Signatures of critical transitions in time series depend on how the long-term dynamics of the system change as a bifurcation is approached. The majority of early warning indicators available at present rely on critical slowing down, that is, the return rate of perturbations tends to zero as a critical threshold is approached. The return rate of perturbations is characterized by the dominant eigenvalue of the Jacobian matrix of the system evaluated at the equilibrium and is thus an asymptotic property of the system. In this work, I showed that the amplification envelope and reactivity, measures that characterize short-term behavior of the system, also change systematically as a bifurcation is approached in an important class of models for epidemics of infectious diseases. Using Floquet theory, I extended the transient analysis to seasonally forced systems, and thus showed mathematically that pertussis systems are more prone to long transients than measles. I am currently testing the performance of the reactivity statistic as an early warning signal for elimination and reemergence of measles and pertussis. I am collaborating with Pejman Rohani and John Drake on this project.
How does altering the way noise is added (e.g., assuming demographic stochasticity vs. environmental stochasticity) influence early warning signals?
To answer this question, I considered the simplest possible models that exhibit transcritical, saddle-node and pitchfork bifurcations. I added stochasticity to each model by assuming noise was either additive, multiplicative or demographic in nature. I show that linearization of the resulting stochastic differential equation for each bifurcation leads to an Ornstein-Uhlenbeck process for the fluctuations around equilibrium. I derived expressions for the variance, autocorrelation and power spectrum for all cases. Trends in the leading indicators as the bifurcation is approached depend on noise type. For example, models with demographic stochasticity predict a decline in variance as the bifurcation parameter changes whereas models with additive noise predict an increase in variance. Models with multiplicative noise in a parameter may predict a rise in variance, decline in variance or that the variance depends on the strength of noise only. The next steps for this project are to test the theoretical predictions by numerical simulations of relevant biological models. The ability to classify trends in summary statistics for a broad class of models will enhance our understanding of how critical slowing down manifests in systems approaching a transition. I am supervising Danielle Burton (Graduate student in Mathematics, University of Tennessee) on this project.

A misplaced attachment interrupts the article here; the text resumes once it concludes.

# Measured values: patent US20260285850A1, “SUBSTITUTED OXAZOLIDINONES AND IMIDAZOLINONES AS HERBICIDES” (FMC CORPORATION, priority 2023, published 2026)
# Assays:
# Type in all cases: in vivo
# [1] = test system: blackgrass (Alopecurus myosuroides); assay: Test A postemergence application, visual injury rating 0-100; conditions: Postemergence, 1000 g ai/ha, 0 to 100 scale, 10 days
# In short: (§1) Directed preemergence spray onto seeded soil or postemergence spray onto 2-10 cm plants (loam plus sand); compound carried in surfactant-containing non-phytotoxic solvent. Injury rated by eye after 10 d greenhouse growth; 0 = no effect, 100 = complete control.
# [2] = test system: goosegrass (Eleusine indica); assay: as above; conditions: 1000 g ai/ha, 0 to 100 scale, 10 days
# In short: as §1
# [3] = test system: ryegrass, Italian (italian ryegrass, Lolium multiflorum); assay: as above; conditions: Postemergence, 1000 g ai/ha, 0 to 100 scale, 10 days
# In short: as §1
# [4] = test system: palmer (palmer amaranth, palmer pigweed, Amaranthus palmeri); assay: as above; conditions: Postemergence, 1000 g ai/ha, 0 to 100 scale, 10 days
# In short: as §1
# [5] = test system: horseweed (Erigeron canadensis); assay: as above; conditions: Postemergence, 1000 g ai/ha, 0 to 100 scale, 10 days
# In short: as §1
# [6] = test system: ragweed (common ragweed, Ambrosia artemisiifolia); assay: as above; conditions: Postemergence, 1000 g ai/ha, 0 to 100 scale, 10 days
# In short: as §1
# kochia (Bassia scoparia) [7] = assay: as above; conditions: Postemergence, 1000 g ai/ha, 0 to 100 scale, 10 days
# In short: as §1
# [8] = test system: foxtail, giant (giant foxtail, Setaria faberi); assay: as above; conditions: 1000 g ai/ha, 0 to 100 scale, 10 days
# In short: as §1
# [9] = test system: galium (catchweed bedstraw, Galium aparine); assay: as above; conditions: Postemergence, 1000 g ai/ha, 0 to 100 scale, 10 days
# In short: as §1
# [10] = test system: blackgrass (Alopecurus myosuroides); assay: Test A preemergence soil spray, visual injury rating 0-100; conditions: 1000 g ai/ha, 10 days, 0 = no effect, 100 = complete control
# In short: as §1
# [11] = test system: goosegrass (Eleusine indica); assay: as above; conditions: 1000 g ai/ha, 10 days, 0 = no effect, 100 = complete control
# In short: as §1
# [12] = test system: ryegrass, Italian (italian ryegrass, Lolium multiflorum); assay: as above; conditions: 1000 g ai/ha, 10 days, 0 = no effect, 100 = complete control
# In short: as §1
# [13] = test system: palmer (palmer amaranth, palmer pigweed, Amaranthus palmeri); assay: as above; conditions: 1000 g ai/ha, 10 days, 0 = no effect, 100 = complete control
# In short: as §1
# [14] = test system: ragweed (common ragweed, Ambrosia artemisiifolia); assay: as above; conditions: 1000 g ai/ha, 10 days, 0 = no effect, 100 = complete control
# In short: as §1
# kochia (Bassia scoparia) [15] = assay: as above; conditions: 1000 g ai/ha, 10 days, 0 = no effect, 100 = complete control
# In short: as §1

The onset of spatial synchrony as early warning of metapopulation collapse.
Spatial synchrony is a subject of intense interest to ecologists due to its importance for the persistence of metapopulations. However, it is not well recognized that the onset of spatial synchrony in oscillating ecological systems (a nonlinear phenomenon known as phase locking) is a critical transition. The goal of this project is to investigate if the onset of phase locking is detectable in advance for a broad class of oscillating ecological systems. Development of early warning signals of metapopulation extinction that are based on synchrony onset may have important implications for conservation of endangered species and for elimination of infectious diseases. In collaboration with Vasilis Dakos, I am building a suite of mechanistic models that incorporate various hypotheses for synchrony and investigating the performance of leading indicators of synchrony using these models. This work was assisted by attendance as a Short-term Visitor at the National Institute for Mathematical and Biological Synthesis, an Institute sponsored by the National Science Foundation, the U.S. Department of Homeland Security, and the U.S. Department of Agriculture through NSF Award #DBI-1300426, with additional support from The University of Tennessee, Knoxville.